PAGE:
Welcome to the Ultimate Zero RB Watchlist. The goal of this piece is to help you find RB targets for your teams, before anyone else even knows about them. We know that startable RB weeks can come from almost anywhere in the NFL. By being aware of depth charts that could yield surprising weekly starters, we put ourselves in position to grab the next breakout RB before he breaks out.
Each week, we’ll take a close look at depth charts around the league in order to find the next-man-up situations that nobody is talking about . . . yet. Throughout the season we’ll monitor playing time and usage to identify exploitable, under-the-radar trends that have the potential to pay off with league-winning upside.
For two weeks now I’ve been suggesting to buy low on both Nick Chubb and Duke Johnson in this weekly column. Well, the door to acquire Chubb on the cheap has just closed. Time is running out. You should probably go trade for Johnson while you still can, because there’s no way Carlos Hyde can keep a grip on that backfield for much longer.
I don’t want to waste a ton of time here. We have a metric ton of data to dig through, and with Week 2 merely hours away, and we need to be as prepared as humanly possible if this incredible display of offense is going to continue.
I’m going to reference many forms of data in this column, such as rushing and receiving expected fantasy points. Coupled with that will be several references to ruFPOE and reFPOE (rushing and receiving fantasy points over expectation).
Division by division. Team by team. Let’s break down every single backfield in the AFC conference through the first two weeks and project for the coming week.
Be sure to check out Hasan Rahim’s companion piece on the NFC.
Death, taxes, and Giovani Bernard smash-games when Joe Mixon is out of the lineup.
Bernard had himself a day once again against the Atlanta Falcons, who have struggled immensely versus running backs that resemble the six-year veteran scat back.
Of course, these metrics are so lopsided because Mixon has missed the last two contests, and he was rushed in and out of the Week 2 matchup against Baltimore. Bernard has still played great football on the ground, regardless. Three touchdowns and a respectable 4.5 yards per carry have accrued to 11.5 fantasy points over expectation for Bernard. Astonishingly, Bernard hasn’t been efficient as a pass-catcher, totaling 5.6 fantasy points under expectation through four games. Receiving was an aspect Mixon was off to a strong start in.
Mixon is back at practice this week, so it appears our fun with Bernard is over. Mixon was warranting bell-cow usage before he was forced out three weeks ago, meaning Bernard can assume his regular spot back on your bench.
There might not be a more equally distributed load of RB work than what we have up in Baltimore. Both Javorius Allen and Alex Collins continue to split work. Our eye-test might suggest that Collins is the far superior back, but to suggest Allen isn’t playing some of the best football of his career would be misguided.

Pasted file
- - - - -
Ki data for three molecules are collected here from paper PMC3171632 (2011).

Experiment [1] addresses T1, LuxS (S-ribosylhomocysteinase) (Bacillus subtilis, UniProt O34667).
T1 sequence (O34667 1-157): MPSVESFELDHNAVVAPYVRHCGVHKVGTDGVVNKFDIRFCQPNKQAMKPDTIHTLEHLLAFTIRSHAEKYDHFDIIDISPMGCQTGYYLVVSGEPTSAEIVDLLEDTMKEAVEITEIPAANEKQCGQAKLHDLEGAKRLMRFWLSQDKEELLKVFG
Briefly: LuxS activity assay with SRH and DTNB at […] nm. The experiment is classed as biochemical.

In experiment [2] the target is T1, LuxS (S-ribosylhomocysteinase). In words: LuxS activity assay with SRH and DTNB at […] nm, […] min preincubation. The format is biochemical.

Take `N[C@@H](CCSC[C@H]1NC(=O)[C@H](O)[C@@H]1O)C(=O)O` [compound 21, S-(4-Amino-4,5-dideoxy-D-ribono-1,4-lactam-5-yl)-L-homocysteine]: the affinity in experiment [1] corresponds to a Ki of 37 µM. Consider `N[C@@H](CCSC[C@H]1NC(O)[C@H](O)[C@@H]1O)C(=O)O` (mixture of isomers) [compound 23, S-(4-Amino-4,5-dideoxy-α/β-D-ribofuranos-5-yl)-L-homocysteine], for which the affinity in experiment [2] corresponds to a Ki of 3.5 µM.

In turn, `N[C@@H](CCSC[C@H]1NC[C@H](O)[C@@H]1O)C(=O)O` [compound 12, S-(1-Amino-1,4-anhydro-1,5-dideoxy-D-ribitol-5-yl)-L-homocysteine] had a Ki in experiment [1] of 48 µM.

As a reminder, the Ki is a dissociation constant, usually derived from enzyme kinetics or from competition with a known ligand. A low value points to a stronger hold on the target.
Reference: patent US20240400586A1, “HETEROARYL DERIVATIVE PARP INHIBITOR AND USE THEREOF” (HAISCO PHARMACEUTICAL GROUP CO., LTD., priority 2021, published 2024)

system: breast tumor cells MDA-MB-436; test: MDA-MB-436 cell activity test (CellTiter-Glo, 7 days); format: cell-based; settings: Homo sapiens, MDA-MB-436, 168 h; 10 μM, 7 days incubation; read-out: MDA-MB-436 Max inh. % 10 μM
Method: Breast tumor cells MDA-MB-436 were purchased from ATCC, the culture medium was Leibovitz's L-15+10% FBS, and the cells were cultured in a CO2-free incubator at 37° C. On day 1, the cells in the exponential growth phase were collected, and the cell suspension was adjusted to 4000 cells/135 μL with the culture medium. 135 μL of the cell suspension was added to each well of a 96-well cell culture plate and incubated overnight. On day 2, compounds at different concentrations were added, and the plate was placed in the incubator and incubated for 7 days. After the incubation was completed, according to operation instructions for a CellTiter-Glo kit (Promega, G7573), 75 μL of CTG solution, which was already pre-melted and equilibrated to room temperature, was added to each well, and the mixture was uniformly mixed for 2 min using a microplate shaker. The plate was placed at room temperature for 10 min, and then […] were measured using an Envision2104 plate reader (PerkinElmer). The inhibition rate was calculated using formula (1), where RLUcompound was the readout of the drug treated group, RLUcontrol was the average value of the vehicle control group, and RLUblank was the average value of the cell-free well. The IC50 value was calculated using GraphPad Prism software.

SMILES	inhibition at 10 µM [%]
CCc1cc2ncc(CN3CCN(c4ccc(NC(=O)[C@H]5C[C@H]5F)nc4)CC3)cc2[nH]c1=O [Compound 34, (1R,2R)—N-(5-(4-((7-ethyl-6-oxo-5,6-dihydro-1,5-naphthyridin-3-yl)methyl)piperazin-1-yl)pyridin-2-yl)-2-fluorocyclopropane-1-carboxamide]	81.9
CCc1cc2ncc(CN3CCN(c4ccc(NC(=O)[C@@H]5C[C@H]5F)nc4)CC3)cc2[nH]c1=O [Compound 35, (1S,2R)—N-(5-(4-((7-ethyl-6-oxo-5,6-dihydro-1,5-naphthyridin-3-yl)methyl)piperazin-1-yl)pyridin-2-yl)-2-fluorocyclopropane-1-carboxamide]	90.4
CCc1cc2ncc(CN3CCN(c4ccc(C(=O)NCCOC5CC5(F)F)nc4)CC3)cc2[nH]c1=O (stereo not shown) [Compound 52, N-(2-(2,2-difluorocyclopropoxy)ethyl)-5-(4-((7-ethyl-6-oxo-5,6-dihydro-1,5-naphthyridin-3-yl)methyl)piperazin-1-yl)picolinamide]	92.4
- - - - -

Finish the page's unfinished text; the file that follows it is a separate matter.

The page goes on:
Allen continues to pace Collins in efficiency, totaling 6.5 fantasy points over expectation thanks to his extremely valuable red-zone usage. Collins is right behind him at 3.9 fantasy points over expectation, with touchdowns being the outlier factor. Collins is smoking Allen on a per opportunity basis, averaging 4.1 yards per opportunity compared to Allen’s 3.3.
Allen has nearly double the targets that Collins has, but Collins has the clear edge as a ball carrier between the tackles. Continue starting these players as you normally would, but view them as a flex option. Neither appear to have the ceiling of a RB2 at the moment.
James Conner has a clear stranglehold on the RB usage in this backfield. Because of his gross volume through the first month of the season, I’d actually like to compare what he’s done to Le’Veon Bell’s first four weeks of the 2017 season.
Whether or not the Steelers genuinely miss Bell is an interesting topic of discussion. On the surface, and upon diving deeper into the data, I’d say no. Conner has played well for a second-year player that barely touched the football his rookie year. He’s been every bit as efficient with his touches as Bell was over the same span last year, and he’s actually been better from a fantasy perspective. At this point last year, Bell was posting a 13.3 fantasy points under expectation stat line, while Conner is flashing a half-point above expectation.
Rumors are circulating that Bell could be returning after Pittsburgh’s Week 7 bye. Whether he does or not, I’m currently holding Conner wherever I have him. This is still by no means a pretty situation, and I’m more than willing to take the chance on potentially having Conner’s insane usage in my lineups come November and December.
This is the piece of the article I’ve been ecstatic to write about since Sunday. Nick Chubb flashed some of that stellar elusiveness that made him a worthy-second round draft pick for Cleveland this past April. Chubb ran for 105 yards and two touchdowns on just three carries.
Whether or not this incredible performance on limited volume is an indicative of future usage for Chubb, one thing is for certain: if you didn’t invest in Chubb before Week 4, you’ve officially missed the opportunity.